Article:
Millets are fed to animals to replace all of the nutrients they are missing in their daily diet. Millets are a wonderful way to manage blood sugar levels and, because of their high fiber content, are also ideal for slowing digestion.
Millet also has a high level of vitamin B and vitamin K, among other nutrients. Millet is high in several essential elements, including iron and manganese, in addition to these vitamins.
Millet is used to producing fermented beverages like rakshi. Millet flour is used along with sorghum flour to produce flatbread in India. Finger millet known as Raghi is used to make soups and fed to children in South India.
What are Pulses?
Pulses are dry grains that belong to the Plantae kingdom’s Leguminosae family. Annual Legumes are a type of pulse that is high in protein and amino acids.
Amino acids, protein, fiber, vitamins, lipids, and other minerals abound in pulses. They have a reduced carbohydrate content. However, there are certain exceptions that are high in carbohydrates. Potassium, zinc, iron, magnesium, phosphorus, and other minerals are abundant in pulses.
Pulses need less moisture to survive. Hence, they survive easily, even in dry environments. Some types thrive in the warm climate of summers and are known to be summer-adaptable, whereas others grow in the cold season. Pulses are produced and consumed in large quantities in India.
Pulses, which comprise seeds such as lima beans, butter beans, kidney beans, and broad beans, are consumed in greater quantities than we know. As previously said, they are high in protein and nutrients, making them a good source of protein in diets where other protein sources such as meat and dairy products are scarce.
Pulses are high in fiber and low in fat, and they help manage blood sugar and cholesterol. As a result, they also support the fight against obesity. Pulses are advised by dieticians and health organizations for the maintenance of diseases such as diabetes and heart-related disorders due to their properties.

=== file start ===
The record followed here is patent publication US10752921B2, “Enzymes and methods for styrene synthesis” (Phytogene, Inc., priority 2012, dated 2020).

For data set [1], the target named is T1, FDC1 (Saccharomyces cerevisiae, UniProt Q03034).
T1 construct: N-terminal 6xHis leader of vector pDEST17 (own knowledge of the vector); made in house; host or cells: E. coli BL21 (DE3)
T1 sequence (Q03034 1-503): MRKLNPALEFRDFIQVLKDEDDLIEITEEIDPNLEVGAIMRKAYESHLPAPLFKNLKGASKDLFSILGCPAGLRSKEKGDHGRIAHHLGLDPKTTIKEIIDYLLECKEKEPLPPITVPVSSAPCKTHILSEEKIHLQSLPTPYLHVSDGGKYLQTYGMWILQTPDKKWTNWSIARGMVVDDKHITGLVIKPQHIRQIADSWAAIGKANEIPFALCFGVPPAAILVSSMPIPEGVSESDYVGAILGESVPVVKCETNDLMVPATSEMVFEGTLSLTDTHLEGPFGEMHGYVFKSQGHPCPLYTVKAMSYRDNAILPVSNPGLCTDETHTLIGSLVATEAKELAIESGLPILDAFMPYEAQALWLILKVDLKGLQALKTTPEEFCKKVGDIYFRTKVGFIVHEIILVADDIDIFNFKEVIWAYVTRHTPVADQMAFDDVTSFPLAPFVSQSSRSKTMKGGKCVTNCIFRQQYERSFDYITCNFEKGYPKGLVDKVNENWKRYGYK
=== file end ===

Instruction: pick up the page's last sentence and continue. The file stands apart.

Main Differences Between Millets and Pulses
- Millets are highly variable small-seeded grasses, whereas pulses are the edible seed of the plants from the legume family.
- Millets are classified into the Plantae kingdom, the Poales order, and the Poaceae family. Pulses are classified into the plant kingdom, the fables order, and the Leguminosae family.
- Millets are primarily grown in Asia and Africa, and pulses are primarily grown in India, Nigeria, Brazil, the USA, etc.
- Millets have 207 calories, and pulses have 335 calories.
- Millets have a surplus of vitamin B and K, Calcium, etc., and pulses have a surplus of iron, magnesium, zinc, etc.
- The types of millets can include Proso millet, foxtail millet, little millet, etc. The types of pulses can include chickpeas, dry beans, kidney beans, etc.
Millets and pulses are both grains that have provided nutrition to humans for centuries. Both have a significant impact on human health. As the world’s population grows, so does the demand for cereals and pulses, which serve as a full and reliable food source.
Millets were once only consumed in undeveloped and developing countries, but they are currently gaining popularity in industrialized countries due to their nutritional benefits. Millet is often used in weight-loss programs because of the fact that some varieties are gluten-free.